On February 2, 1936, a committee in Cooperstown, New York announced that Walter Johnson was one of the first five players elected to the National Baseball Hall of Fame.
Even though the museum that would house the Hall of Fame wouldn’t open for three more years, the fanfare around the announcement thrust Johnson’s name back into the headlines.
At that same time, the town of Fredericksburg, Virginia, was planning their annual celebration of George Washington’s birthday, and seized on Johnson’s popularity. They asked the former pitching legend to recreate the Washington feat of tossing a coin across the Rappahannock River. Old George had never done such a thing, but no matter: it was the stuff of legend.
With prodding from the good people of Fredericksburg, Johnson’s legendary right arm was enlisted to fire a silver dollar across the Rappahannock. Newspapers reported on the 48-year old’s preparations. A week before the festivities, Johnson sent a telegram:
“I am practicing with a dollar against my barn door. Arm getting stronger, barn door weaker.”
On February 22, Johnson appeared on the snow-covered banks of the Rappahannock River wearing a long-sleeve shirt and tie. More than one thousand citizens were on hand. News reporters and photographers huddled to stay warm. As many as three thousand people were on the other side of the river.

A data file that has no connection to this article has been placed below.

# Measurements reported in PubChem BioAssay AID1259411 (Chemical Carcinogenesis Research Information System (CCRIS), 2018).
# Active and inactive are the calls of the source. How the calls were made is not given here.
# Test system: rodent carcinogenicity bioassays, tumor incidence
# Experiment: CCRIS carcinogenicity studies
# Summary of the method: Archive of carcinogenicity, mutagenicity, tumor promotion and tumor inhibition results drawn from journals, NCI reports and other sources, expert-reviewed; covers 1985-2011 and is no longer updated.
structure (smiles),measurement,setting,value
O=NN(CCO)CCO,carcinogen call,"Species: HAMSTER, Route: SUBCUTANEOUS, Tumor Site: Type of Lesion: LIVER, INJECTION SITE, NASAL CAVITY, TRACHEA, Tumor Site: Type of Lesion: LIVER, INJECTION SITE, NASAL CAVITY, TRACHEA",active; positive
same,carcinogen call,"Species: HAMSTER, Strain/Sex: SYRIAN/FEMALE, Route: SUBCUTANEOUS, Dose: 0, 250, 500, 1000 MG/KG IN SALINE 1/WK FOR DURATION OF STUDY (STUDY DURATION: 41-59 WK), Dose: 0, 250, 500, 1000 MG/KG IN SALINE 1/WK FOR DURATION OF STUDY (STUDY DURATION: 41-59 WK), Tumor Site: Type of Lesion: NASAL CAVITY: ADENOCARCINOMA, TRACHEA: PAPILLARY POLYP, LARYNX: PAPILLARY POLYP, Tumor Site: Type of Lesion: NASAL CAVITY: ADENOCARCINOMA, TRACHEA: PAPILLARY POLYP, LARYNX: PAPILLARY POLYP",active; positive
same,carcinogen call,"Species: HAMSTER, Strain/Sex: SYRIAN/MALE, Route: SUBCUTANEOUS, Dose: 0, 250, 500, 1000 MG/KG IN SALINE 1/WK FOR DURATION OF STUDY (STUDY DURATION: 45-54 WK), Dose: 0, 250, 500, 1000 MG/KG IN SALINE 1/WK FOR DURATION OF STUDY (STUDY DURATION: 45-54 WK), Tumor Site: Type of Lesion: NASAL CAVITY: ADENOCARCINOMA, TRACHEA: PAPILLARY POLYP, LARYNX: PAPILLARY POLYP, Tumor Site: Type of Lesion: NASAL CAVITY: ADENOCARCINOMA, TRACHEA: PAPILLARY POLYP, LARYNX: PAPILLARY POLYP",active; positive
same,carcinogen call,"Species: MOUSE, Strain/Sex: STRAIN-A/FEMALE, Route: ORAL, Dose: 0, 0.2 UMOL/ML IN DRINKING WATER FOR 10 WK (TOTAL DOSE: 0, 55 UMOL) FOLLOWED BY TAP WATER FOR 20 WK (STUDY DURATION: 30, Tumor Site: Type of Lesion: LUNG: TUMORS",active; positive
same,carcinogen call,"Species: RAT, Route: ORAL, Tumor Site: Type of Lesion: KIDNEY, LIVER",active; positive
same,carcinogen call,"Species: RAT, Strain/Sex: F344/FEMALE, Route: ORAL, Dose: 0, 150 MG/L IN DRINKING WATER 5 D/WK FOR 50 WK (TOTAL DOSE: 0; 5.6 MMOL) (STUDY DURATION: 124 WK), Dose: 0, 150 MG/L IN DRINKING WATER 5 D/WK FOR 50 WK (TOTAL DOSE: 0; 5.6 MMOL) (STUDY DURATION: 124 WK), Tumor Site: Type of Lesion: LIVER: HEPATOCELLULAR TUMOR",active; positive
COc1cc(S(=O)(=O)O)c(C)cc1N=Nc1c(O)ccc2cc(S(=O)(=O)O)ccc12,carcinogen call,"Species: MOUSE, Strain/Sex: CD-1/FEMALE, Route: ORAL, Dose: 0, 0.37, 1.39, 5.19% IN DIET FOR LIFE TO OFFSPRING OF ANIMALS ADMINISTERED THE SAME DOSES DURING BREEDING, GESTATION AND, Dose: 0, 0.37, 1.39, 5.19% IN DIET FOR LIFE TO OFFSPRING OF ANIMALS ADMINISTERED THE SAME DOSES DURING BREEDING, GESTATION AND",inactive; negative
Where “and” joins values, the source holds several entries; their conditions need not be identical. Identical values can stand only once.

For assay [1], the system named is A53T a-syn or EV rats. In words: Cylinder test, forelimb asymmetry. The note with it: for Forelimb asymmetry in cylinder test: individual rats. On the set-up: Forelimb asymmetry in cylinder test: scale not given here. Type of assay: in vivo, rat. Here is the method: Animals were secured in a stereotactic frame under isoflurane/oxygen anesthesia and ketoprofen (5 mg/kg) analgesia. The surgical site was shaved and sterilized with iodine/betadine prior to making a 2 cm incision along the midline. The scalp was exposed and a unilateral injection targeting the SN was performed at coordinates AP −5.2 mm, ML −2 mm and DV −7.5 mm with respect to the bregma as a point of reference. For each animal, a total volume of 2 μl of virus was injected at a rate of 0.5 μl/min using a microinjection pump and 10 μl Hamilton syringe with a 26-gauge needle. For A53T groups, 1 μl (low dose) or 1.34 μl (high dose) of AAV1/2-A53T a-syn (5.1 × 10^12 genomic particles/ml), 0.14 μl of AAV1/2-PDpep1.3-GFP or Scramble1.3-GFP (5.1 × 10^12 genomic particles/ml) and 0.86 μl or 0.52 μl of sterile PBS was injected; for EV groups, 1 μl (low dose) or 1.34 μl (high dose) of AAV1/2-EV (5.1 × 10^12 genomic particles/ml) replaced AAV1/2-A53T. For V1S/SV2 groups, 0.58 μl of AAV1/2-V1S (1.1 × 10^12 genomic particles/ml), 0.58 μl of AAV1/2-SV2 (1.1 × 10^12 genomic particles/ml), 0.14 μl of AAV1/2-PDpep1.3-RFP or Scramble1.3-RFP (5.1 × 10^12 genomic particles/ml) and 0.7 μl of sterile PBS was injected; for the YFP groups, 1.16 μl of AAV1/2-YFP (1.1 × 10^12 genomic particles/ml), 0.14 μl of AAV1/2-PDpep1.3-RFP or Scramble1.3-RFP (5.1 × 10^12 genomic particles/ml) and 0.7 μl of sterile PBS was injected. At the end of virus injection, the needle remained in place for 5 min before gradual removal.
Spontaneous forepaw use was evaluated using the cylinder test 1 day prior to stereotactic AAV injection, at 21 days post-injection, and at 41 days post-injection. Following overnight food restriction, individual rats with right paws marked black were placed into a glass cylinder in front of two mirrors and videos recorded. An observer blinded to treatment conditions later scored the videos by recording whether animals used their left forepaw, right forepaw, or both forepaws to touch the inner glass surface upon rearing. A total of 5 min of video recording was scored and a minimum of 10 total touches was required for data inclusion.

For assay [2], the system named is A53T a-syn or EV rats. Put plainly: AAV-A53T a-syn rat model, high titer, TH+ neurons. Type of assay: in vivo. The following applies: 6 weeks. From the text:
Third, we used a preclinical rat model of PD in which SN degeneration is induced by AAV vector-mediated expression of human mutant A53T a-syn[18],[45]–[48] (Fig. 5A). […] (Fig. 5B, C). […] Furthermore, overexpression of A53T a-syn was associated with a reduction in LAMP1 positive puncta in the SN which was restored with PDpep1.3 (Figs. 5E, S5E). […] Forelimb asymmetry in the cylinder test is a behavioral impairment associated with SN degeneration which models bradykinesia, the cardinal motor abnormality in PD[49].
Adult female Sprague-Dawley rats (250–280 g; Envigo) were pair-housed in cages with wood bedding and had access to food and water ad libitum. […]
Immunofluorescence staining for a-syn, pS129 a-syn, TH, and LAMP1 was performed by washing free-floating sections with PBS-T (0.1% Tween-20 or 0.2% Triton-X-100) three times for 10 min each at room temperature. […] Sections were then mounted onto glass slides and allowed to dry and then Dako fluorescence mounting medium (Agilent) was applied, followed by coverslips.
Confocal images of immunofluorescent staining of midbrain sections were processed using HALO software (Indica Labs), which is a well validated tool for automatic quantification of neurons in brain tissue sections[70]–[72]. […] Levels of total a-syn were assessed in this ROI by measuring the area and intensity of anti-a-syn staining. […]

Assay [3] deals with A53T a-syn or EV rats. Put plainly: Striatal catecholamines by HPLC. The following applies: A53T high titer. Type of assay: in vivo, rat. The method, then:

A Virginia state politician donated a silver dollar, and in his remarks he placed the odds at 20-1 against Johnson being able to throw it across the river. The shy, long-limbed Johnson smiled and played along. When he got up to throw, Johnson was presented with three dollars, the first two for practice, the last one inscribed with his name serving as the “official” dollar.
Johnson’s first toss ended up in the middle of the river. His second throw cleared it easily, and his third, the “official” toss, sailed well into the crowd on the other side of the Rappahannock. A young fan, a boy from downriver in Little Falls, took the special silver dollar home with him, a memento from a Hall of Fame pitcher.